Get Ready to Ratio

George Walker and Jim Tolpin’s book “By Hand and Eye” is shipping from Lost Art Press. If you have any interest in understanding how to design furniture by pre-industrial methods, it is a must have.

In preparation for get this hot little number in my hands, I recently gave my large sector a tune up. I’d discovered a little fluctuation in my original marking, so after adjusting those I made some modifications to make my large sector a little easier to use. We’ll get into that another time, but for now, have a look at how to lay out and make one of these exceptionally useful measuring tools.

Reposted from George Walker’s “Design Matters” blog-

Down the Rabbit Hole IV

In our newly released book “By Hand & Eye” we promised to post instructions build a sector. Jim put this together.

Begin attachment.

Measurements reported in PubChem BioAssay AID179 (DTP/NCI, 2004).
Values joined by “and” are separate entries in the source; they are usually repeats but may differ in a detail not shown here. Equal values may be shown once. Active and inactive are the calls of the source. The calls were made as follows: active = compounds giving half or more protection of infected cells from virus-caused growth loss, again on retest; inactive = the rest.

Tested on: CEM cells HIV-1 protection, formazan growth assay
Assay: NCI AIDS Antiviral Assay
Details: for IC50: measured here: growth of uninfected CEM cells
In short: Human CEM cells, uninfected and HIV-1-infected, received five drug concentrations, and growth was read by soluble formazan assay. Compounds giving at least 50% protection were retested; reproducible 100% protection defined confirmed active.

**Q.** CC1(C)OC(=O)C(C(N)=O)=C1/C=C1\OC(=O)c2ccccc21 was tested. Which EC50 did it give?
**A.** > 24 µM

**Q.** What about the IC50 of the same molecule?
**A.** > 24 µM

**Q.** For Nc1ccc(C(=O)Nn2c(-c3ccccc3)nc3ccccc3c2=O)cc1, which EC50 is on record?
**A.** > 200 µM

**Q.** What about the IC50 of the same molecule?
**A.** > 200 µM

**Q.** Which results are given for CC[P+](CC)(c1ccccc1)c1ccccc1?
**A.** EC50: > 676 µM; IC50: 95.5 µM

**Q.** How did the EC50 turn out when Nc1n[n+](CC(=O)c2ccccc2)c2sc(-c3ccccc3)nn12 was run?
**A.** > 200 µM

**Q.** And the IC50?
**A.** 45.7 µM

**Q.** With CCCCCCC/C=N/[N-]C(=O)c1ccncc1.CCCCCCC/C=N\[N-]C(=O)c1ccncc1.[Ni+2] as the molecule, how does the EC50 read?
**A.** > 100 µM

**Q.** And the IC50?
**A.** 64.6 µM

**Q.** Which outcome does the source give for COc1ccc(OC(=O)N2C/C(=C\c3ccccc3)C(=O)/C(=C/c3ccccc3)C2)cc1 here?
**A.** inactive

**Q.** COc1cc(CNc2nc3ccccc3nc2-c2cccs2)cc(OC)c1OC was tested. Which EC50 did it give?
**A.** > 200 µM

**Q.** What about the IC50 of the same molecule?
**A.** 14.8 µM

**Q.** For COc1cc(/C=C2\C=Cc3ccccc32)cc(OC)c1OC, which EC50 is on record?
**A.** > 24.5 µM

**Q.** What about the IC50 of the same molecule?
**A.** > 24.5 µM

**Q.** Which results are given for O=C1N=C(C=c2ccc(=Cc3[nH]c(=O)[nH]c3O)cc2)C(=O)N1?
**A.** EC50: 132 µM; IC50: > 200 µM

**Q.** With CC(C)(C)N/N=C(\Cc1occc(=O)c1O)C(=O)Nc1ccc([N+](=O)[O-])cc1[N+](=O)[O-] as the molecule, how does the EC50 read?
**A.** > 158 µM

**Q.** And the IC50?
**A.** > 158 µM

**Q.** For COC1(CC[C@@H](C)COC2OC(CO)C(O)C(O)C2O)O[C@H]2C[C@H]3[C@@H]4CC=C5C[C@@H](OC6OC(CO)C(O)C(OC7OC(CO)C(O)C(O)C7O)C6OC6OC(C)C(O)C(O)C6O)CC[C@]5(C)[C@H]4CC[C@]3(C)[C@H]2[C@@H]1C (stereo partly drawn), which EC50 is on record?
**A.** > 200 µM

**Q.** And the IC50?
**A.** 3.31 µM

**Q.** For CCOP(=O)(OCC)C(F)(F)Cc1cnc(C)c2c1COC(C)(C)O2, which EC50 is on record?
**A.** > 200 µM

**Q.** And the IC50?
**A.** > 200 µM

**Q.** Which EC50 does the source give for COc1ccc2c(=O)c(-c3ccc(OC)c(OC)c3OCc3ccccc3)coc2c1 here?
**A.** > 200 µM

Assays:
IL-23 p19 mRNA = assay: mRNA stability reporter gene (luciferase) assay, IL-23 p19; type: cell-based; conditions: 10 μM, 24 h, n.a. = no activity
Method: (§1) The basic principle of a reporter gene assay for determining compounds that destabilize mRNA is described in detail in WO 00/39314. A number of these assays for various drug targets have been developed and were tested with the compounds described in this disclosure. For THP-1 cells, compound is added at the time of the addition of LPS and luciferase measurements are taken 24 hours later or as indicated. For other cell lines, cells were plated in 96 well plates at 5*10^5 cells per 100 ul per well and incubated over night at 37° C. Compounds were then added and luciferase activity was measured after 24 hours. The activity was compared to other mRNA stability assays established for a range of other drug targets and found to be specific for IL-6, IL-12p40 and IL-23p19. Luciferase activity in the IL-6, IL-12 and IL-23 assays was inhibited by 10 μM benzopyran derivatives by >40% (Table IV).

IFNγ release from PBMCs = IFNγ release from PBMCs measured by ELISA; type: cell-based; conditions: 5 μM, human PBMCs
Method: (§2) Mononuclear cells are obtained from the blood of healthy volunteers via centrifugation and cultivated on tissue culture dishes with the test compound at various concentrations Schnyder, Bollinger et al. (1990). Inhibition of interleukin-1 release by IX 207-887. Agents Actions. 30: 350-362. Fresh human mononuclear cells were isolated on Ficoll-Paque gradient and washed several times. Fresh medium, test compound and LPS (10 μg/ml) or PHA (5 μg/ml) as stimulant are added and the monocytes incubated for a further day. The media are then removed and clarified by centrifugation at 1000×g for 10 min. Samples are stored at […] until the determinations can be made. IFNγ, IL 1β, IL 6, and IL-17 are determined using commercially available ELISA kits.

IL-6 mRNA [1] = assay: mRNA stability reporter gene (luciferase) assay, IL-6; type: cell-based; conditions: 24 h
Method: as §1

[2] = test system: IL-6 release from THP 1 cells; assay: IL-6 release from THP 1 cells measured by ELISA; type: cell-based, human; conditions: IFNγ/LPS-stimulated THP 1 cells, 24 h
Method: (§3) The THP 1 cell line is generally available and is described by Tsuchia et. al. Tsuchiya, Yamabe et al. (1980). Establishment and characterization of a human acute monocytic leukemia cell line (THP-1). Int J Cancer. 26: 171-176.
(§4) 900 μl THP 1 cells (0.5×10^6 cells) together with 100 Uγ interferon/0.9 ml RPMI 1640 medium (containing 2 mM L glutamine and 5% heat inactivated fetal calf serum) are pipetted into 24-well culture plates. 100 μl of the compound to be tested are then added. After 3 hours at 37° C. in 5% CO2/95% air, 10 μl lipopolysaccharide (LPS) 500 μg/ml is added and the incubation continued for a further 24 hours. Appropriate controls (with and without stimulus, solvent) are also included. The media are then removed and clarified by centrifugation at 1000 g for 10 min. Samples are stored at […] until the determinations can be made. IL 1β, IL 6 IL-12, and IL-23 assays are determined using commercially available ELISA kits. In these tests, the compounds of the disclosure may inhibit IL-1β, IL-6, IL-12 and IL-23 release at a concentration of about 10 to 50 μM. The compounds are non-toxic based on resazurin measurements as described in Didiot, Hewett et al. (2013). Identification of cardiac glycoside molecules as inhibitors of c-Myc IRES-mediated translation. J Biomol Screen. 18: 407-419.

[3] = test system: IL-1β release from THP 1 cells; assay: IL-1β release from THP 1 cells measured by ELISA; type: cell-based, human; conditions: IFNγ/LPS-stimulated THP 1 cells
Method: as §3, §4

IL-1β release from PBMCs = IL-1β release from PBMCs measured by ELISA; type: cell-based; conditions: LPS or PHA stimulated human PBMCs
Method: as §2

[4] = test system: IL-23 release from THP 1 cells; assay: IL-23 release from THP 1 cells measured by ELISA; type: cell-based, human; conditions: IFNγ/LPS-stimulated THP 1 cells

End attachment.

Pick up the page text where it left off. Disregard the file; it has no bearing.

Making a Sector

Select clear, straight-grained, light-colored stock such as maple. Produce sticks from 4/4 stock, tapering from about 7/8-in. at the base to ⅝-in. at the far end. This taper isn’t necessary, but it looks nice and it brings the balance point closer to where you generally are handling it in use.  Your choice of length: I have one about 2-ft. long for scaling smaller projects and minor components and one about 3-ft. long for dealing with full furniture dimensions. The drawing shows the construction details and nuances—which include the fact that the pivot point of the sector’s legs is not the center of the hinge pin as you might expect, but the back of the hinge.

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This entry was posted in Design and Proportion, Furniture Research, Medieval Tools, Reproduction, Tool Research. Bookmark the permalink.

One Response to Get Ready to Ratio

  1. Alan Fleming says:

    How would a Renaissance artisan have constructed a sector? What would he/she use to make the hinge/pivot point?

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